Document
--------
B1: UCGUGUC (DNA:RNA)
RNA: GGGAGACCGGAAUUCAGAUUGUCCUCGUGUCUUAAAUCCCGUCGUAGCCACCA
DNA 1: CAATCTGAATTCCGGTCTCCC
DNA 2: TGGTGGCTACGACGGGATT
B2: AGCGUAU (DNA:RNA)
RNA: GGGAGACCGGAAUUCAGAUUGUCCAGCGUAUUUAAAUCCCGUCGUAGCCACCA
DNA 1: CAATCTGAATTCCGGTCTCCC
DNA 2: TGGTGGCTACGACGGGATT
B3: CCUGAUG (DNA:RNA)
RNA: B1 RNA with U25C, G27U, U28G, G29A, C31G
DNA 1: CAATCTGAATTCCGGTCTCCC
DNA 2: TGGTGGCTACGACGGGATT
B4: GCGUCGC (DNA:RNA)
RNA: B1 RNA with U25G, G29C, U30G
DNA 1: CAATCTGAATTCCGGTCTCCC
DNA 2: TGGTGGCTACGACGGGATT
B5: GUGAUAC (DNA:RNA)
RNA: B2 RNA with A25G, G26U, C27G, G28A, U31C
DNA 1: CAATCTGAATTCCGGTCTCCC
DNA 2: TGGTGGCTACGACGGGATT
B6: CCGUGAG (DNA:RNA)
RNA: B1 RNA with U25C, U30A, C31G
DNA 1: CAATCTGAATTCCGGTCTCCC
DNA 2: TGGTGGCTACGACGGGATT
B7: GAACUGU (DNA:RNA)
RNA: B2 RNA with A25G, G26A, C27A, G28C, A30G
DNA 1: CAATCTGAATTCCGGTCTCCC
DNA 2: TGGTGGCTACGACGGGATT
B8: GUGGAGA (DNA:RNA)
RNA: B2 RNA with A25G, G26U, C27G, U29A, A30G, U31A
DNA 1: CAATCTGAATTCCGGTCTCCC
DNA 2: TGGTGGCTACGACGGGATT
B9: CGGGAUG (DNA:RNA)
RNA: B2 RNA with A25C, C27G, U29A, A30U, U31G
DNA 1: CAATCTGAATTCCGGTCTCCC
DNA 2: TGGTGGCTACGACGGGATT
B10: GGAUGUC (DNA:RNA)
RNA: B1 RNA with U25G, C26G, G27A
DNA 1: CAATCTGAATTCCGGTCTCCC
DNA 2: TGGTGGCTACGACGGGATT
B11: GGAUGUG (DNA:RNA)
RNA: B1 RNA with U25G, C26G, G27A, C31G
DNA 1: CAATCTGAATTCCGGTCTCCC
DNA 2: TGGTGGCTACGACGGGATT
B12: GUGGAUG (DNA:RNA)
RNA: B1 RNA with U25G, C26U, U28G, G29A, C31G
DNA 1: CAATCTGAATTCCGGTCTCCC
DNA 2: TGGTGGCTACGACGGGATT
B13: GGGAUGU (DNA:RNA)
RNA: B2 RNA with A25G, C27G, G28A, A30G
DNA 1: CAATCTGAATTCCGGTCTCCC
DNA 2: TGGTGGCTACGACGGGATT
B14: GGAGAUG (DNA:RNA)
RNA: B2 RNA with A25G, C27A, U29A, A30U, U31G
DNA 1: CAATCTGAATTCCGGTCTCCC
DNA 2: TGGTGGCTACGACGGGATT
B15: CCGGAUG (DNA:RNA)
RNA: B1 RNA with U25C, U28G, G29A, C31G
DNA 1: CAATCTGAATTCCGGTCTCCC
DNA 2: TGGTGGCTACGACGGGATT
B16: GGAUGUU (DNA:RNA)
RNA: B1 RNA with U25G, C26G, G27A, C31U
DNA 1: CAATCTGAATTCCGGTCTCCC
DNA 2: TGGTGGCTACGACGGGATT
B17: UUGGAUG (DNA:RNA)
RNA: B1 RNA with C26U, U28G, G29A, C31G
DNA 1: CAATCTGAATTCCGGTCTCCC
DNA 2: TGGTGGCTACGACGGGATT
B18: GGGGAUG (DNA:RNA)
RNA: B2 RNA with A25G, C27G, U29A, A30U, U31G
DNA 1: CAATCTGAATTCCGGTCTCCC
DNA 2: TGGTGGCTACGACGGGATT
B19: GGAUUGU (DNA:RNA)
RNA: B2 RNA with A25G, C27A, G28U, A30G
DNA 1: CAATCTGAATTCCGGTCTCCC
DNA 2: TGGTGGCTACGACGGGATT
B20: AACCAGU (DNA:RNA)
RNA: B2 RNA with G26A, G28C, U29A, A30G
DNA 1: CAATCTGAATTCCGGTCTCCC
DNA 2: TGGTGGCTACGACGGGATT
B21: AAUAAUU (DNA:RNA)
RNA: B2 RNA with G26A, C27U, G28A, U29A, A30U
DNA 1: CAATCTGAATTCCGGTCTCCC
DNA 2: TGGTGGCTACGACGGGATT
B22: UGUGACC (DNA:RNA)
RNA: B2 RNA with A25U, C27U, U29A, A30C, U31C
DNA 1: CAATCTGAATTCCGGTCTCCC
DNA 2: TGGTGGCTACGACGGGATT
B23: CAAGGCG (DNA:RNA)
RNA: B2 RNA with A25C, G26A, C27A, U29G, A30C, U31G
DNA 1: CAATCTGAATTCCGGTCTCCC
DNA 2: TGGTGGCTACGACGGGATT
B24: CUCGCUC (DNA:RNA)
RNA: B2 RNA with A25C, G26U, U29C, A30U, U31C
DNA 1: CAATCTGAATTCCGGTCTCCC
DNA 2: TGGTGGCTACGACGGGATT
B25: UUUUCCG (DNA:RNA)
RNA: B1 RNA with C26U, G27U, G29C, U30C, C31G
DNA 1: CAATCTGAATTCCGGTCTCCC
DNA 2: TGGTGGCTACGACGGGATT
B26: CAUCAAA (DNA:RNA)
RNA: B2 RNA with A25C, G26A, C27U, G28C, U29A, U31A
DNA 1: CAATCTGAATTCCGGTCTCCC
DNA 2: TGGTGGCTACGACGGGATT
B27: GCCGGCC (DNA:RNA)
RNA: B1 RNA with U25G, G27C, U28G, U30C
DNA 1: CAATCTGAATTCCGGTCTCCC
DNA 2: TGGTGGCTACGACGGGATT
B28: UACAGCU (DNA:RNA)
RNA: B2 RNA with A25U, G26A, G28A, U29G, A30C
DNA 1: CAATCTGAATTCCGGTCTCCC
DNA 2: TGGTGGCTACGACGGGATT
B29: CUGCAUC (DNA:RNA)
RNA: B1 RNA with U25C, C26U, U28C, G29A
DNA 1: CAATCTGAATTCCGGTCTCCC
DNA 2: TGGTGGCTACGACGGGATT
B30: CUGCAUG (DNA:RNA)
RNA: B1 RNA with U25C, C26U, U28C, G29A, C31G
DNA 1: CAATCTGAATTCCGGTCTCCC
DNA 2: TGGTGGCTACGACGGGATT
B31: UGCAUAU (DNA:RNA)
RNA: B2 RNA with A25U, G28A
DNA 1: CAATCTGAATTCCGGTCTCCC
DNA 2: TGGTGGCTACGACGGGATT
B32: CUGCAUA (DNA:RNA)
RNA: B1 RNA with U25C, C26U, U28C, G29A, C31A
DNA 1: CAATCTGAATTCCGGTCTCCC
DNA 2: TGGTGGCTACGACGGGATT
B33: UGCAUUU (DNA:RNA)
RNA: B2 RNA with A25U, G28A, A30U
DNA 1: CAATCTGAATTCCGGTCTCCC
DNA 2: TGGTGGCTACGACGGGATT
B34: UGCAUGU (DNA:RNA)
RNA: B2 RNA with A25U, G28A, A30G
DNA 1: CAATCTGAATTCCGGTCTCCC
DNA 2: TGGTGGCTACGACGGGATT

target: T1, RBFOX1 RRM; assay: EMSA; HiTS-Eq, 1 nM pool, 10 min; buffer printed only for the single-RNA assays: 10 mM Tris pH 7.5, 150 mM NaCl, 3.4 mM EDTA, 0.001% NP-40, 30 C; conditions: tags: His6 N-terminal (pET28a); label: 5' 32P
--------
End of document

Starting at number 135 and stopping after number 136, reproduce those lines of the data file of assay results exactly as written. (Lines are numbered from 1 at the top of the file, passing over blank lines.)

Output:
DNA 1: CAATCTGAATTCCGGTCTCCC
DNA 2: TGGTGGCTACGACGGGATT